However, main critiques suggest that the theory is overly simplistic and does not account for the complexity of human interactions or provide enough specific guidance on how to adjust one's leadership style to different situations.
So, even if it's less popular than the previous three, the Situational Leadership theory remains a significant influence in the field of leadership.
Conclusion and future trendsThe history of leadership is rich and varied, evolving with the sociocultural, economic, and technological shifts of each era. From early authoritarian and trait-focused conceptions to contemporary approaches that value authenticity, adaptability, and inclusion, leadership has always reflected the needs and aspirations of the societies in which it emerged.
Over time, the very definition of leadership has undergone a major transformation. While early theories emphasized innate characteristics and individual qualities, modern theories place more emphasis on relationships, context, and a leader's ability to inspire and co-create a vision with their teams.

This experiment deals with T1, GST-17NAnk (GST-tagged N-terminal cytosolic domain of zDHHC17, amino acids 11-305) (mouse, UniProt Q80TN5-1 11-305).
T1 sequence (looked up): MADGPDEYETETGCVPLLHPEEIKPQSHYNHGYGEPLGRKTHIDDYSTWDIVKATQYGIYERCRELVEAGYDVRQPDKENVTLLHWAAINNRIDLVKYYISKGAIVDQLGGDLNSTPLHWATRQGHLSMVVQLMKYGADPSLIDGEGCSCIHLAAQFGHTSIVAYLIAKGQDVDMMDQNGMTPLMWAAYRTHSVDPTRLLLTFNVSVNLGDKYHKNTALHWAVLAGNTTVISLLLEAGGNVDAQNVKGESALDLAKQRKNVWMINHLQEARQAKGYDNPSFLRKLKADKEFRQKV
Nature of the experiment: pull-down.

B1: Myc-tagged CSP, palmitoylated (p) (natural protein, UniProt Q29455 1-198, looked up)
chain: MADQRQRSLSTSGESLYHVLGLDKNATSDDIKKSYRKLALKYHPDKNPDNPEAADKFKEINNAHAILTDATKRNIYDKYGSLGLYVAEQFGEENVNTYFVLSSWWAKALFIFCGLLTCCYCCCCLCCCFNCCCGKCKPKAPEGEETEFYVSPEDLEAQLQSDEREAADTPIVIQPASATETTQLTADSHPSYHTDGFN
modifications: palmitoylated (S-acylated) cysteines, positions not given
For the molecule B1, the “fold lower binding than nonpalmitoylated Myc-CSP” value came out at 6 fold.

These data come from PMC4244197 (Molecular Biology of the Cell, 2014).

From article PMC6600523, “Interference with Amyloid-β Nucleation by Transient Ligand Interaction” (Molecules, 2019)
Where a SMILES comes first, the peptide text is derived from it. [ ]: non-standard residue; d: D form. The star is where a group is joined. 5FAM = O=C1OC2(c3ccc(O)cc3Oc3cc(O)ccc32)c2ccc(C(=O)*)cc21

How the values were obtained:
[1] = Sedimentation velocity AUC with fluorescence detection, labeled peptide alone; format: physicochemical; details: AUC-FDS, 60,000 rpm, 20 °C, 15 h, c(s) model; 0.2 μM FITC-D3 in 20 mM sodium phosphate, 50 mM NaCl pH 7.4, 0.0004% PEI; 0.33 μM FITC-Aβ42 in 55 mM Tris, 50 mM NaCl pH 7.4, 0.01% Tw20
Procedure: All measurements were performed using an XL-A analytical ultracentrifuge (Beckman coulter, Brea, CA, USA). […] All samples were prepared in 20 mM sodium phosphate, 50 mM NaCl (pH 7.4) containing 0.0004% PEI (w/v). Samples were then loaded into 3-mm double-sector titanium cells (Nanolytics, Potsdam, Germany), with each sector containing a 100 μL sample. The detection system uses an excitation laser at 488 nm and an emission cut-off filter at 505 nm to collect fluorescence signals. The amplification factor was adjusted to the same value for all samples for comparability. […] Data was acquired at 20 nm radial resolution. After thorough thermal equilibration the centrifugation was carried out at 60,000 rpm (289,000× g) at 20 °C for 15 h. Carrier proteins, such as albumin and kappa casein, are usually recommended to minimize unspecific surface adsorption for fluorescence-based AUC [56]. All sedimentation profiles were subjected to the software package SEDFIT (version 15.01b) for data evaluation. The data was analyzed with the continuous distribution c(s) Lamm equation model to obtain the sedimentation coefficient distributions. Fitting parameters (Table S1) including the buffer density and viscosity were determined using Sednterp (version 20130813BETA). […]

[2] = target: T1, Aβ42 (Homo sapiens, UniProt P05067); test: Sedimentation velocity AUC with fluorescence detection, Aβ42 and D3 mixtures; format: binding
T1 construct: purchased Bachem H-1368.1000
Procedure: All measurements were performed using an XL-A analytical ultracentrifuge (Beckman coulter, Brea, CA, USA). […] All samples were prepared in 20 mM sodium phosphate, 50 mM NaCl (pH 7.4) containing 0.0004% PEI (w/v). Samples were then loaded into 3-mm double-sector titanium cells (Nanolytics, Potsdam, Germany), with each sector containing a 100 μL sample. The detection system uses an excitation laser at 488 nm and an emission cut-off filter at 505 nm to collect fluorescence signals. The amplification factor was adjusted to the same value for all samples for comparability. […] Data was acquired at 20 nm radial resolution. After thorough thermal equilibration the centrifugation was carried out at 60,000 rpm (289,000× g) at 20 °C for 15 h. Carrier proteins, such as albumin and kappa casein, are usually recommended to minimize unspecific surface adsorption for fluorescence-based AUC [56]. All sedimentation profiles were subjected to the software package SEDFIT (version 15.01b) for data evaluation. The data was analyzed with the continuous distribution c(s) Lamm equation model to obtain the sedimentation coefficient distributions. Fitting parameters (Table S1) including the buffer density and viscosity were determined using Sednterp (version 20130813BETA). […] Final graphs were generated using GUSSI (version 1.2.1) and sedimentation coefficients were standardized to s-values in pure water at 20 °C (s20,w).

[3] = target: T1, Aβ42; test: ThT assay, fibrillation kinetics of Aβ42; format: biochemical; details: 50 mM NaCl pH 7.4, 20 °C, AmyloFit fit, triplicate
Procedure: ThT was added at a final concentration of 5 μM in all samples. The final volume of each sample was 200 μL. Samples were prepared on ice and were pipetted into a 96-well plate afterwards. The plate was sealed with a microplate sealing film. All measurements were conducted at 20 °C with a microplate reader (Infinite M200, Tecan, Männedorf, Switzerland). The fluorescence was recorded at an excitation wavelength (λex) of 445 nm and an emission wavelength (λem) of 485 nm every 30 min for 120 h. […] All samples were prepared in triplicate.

Recent trends suggest a shift toward more collaborative, empathetic, and sustainability-focused forms of leadership. With the rise of technology, the world has become increasingly interconnected, requiring leaders to have the ability to work within and understand diverse cultural, economic, and social contexts.
The challenges of the 21st century - from climate crises to technological disruptions, to sociopolitical issues - call for leadership that values diversity, innovation, and resilience. Future leaders will also need to have high emotional intelligence, be able to manage increasing complexities, and have a global perspective.
Furthermore, with the rise of artificial intelligence and robotics, human skills such as creativity, compassion, and critical thinking will become even more valuable. Leaders will therefore need to navigate a world where humans and machines coexist and collaborate closely.
Lastly, the future of leadership will likely be marked by a merging of past leadership styles with the changing demands of the present. Effective leaders will be those who can draw from history for insights while remaining agile and responsive to current needs.
In sum, leadership, across ages, is a reflection of the challenges and aspirations of its time. While tools, theories, and approaches may change, the essence of leadership - influencing, inspiring, and facilitating positive change - remains constant.